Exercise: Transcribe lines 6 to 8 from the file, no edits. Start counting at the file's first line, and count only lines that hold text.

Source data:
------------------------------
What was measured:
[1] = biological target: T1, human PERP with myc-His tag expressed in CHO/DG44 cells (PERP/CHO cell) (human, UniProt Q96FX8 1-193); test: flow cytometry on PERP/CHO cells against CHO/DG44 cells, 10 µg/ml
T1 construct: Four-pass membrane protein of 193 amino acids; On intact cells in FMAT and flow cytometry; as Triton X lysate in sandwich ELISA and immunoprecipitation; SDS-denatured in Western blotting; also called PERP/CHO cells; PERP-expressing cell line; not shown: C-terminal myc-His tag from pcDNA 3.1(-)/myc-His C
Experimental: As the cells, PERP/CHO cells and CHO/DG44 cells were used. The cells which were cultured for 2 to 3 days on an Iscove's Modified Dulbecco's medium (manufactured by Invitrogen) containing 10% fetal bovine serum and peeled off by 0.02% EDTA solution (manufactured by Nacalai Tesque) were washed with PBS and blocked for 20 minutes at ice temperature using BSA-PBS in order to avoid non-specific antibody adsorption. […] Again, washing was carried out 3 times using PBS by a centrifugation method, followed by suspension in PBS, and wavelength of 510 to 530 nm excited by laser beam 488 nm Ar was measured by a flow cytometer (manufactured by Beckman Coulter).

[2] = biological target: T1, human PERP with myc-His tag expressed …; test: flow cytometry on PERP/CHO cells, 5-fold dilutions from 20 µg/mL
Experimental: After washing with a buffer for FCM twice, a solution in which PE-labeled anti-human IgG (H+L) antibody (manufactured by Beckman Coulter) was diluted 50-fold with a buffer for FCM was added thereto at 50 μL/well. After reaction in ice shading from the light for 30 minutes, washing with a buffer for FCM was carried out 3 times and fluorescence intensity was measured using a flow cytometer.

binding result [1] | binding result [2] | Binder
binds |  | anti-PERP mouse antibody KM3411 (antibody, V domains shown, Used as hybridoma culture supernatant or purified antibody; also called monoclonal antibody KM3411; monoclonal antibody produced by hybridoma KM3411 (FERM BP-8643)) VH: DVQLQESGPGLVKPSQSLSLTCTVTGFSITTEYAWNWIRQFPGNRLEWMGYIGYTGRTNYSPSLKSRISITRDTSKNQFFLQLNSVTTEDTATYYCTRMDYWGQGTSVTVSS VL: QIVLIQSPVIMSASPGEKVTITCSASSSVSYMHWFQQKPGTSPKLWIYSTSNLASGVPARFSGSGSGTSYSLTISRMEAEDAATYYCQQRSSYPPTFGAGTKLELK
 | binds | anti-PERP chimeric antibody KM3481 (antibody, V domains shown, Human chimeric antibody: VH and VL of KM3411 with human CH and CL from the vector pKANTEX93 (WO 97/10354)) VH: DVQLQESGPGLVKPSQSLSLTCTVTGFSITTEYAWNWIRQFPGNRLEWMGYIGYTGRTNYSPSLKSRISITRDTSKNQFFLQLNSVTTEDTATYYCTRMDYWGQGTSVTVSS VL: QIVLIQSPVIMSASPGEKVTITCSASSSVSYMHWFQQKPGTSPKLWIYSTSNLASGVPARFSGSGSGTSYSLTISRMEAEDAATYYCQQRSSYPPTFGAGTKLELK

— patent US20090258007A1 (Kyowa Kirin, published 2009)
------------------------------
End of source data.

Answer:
Experimental: After washing with a buffer for FCM twice, a solution in which PE-labeled anti-human IgG (H+L) antibody (manufactured by Beckman Coulter) was diluted 50-fold with a buffer for FCM was added thereto at 50 μL/well. After reaction in ice shading from the light for 30 minutes, washing with a buffer for FCM was carried out 3 times and fluorescence intensity was measured using a flow cytometer.

binding result [1] | binding result [2] | Binder
binds |  | anti-PERP mouse antibody KM3411 (antibody, V domains shown, Used as hybridoma culture supernatant or purified antibody; also called monoclonal antibody KM3411; monoclonal antibody produced by hybridoma KM3411 (FERM BP-8643)) VH: DVQLQESGPGLVKPSQSLSLTCTVTGFSITTEYAWNWIRQFPGNRLEWMGYIGYTGRTNYSPSLKSRISITRDTSKNQFFLQLNSVTTEDTATYYCTRMDYWGQGTSVTVSS VL: QIVLIQSPVIMSASPGEKVTITCSASSSVSYMHWFQQKPGTSPKLWIYSTSNLASGVPARFSGSGSGTSYSLTISRMEAEDAATYYCQQRSSYPPTFGAGTKLELK